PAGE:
Regardless of how you spend the last few days of summer, you may feel overwhelmed by the administrative details associated with resuming classes and committee work each fall. Because I think there are few life-problems that a good list can’t help address, I created a Back to School Checklist this year to help me remember some of the details that need to get taken care of for a smooth start. Feel free to adapt it for your own purposes as you like, I know I’ll be adding things as I remember them. And if you’re really list-crazy, take a look at the fun ones available at Knock-Knock (I find their “Pack This!” list particularly helpful). Or check out Atul Gawande’s book The Checklist Manifesto – if nothing else, it’ll make you glad you don’t have to worry about whether you left a pair of scissors inside the last person you did surgery on before sewing them up.
Back to School Checklist
- Confirm class time and space
- Check audio-visual supplies: screen, projector, speakers
- Finalize Syllabus
- Update readings
- Add new dates for each class meeting that correspond to this calendar year
- Look at campus academic calendar and add dates to syllabus as needed (campus closed, last day to drop, etc)
- Update assignments
- Schedule guest-speakers
- Schedule office-hours
- Create course website (Blackboard, etc)
- Make sure that enrolled students are in the system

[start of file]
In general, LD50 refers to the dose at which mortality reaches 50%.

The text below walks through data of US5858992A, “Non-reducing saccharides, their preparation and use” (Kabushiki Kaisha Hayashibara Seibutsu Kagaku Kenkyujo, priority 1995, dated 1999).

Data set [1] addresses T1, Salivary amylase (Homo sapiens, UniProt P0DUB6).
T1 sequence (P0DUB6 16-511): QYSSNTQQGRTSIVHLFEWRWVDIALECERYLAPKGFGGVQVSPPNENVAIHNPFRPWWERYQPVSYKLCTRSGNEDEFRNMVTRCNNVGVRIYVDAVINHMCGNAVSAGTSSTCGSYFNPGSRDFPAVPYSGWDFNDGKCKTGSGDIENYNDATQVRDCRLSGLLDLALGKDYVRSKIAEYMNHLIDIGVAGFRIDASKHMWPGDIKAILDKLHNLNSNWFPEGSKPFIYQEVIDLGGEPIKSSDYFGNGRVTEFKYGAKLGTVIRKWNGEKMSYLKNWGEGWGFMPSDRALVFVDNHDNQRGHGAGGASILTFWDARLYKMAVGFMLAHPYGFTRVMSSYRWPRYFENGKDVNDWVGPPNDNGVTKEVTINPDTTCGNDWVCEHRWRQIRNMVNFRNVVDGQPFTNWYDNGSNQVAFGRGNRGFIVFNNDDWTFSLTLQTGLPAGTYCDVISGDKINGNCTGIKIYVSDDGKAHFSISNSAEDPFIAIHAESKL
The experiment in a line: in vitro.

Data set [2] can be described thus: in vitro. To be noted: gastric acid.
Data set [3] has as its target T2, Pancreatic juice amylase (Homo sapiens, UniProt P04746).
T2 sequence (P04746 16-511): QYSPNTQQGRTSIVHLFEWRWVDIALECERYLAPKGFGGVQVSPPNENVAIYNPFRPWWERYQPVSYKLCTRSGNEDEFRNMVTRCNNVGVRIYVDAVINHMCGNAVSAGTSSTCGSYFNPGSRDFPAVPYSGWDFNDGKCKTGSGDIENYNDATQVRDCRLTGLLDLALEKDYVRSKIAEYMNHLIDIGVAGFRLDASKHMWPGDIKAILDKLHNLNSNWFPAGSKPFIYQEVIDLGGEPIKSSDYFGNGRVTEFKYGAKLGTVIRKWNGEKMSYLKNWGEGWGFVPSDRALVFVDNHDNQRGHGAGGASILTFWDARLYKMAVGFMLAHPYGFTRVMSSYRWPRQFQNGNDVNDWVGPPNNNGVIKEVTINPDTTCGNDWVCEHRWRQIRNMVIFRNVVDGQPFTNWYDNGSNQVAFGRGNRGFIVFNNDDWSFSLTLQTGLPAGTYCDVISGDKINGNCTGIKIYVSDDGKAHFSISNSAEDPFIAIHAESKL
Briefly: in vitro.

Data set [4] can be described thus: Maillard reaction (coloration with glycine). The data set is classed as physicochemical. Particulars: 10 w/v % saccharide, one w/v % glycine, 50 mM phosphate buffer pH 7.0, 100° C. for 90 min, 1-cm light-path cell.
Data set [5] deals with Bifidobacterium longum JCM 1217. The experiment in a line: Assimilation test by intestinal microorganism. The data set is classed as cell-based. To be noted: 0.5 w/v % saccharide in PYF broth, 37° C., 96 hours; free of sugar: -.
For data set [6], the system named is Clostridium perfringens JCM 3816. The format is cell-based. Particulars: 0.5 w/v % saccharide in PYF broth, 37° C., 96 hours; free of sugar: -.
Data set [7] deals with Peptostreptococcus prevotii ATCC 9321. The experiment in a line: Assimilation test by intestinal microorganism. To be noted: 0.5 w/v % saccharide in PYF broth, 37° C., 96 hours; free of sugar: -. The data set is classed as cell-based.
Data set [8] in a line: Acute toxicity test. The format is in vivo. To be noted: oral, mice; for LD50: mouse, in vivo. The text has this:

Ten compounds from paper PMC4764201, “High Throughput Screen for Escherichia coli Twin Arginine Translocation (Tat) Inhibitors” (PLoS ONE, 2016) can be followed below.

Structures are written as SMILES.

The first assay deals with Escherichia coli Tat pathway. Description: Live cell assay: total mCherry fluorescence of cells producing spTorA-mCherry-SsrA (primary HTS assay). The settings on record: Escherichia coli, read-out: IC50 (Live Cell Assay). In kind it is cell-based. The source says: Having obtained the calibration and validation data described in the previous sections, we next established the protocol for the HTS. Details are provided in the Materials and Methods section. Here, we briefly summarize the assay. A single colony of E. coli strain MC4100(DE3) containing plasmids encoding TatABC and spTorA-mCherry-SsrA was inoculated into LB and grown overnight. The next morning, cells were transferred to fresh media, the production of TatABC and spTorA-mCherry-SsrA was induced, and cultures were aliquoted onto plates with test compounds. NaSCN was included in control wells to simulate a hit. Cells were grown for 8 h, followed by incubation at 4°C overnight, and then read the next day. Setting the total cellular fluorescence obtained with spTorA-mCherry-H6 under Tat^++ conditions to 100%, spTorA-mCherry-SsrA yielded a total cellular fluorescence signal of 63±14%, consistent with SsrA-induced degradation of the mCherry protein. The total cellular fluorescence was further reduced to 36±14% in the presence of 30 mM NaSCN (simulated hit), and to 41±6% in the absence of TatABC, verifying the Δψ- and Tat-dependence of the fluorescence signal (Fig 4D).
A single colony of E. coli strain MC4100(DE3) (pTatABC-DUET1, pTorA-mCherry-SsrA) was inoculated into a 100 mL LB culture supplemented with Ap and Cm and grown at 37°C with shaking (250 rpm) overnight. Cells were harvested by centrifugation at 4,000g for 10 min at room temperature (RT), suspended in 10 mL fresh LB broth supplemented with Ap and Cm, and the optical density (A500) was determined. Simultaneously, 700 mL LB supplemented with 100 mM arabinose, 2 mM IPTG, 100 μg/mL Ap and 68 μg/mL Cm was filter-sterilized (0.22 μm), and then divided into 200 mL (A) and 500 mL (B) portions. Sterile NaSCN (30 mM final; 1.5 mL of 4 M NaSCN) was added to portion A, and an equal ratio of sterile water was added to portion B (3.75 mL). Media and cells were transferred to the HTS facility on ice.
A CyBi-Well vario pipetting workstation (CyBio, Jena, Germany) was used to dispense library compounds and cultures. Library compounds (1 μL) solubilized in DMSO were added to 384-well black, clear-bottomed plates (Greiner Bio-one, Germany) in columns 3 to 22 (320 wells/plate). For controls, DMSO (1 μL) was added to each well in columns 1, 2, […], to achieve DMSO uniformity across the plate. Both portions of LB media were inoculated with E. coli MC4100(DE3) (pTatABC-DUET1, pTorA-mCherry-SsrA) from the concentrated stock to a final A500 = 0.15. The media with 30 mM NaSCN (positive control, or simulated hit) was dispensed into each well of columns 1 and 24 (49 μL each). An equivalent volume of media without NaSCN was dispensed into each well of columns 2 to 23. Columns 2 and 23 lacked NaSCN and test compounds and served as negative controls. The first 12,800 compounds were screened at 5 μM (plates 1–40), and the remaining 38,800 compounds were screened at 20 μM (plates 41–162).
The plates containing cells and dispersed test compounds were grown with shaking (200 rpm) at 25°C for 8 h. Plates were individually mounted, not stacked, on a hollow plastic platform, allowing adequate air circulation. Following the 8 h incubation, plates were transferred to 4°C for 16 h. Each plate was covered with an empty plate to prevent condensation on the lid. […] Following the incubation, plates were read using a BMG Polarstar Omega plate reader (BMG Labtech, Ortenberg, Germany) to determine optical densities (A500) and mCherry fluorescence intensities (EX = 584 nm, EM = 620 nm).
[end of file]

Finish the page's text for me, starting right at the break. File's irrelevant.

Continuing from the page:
- Add syllabus
- Upload readings
- Set up places for students to turn in work for each assignment
- Set up gradebook
- “Publish” site so it is visible to students
- Create attendance sheet
- Create sign-up sheets (for example, if students will each facilitate a day of classroom discussion)
- Order required books at campus bookstore
- Put required books on reserve at campus library
- Add chalk, eraser, or whiteboard pens to teaching bag as needed
- Add paper and pens for big nametags on desk as needed
- Prepare lesson plan and slides for first day of class. Make time to:
- Do names and/or ice-breaker
- Introduce self
- Introduce class – with hook!
- Review syllabus – use screenshots of book covers when possible
- Sign up for assignments that are date-specific
- Take attendance
- Collect information of students hoping to get in to class
- Get students signed up for independent study classes as appropriate
- Create proxy library accounts that let students check out books to my library account
- Schedule first team meeting with students
- Reserve room for team meeting
- Prepare for first meeting
- Review and organize prior student work
- Prepare list of projects and tasks to be divvied up amongst group. Decide how many people are needed for each project
- Create agenda
- Create sharable to-do lists and timesheets
- Update IRB “how to” document that details what students need to give me in order to be approved by the IRB as research assistants
- Update all other “how-to” documents as needed to support student tasks
- Select and upload introductory readings to help frame research tasks
- Add students to Google Drive folder that houses group files
- At first meeting
- Background on research projects and descriptions of tasks
- Divide up tasks
- Describe optional events happening this semester that students can participate in as part of their weekly hours to supplement their learning
- Share contact information
- Assign background reading
- Give overview of the IRB and the describe the documents students need to provide to be approved by IRB as research assistants
- Get familiar with the documents in the shared folder on Google Drive
- Review project communications and tracking (to-do list, hours sheet)
- Schedule training for students with librarian on how to find scholarly articles
- Pick weekly meeting time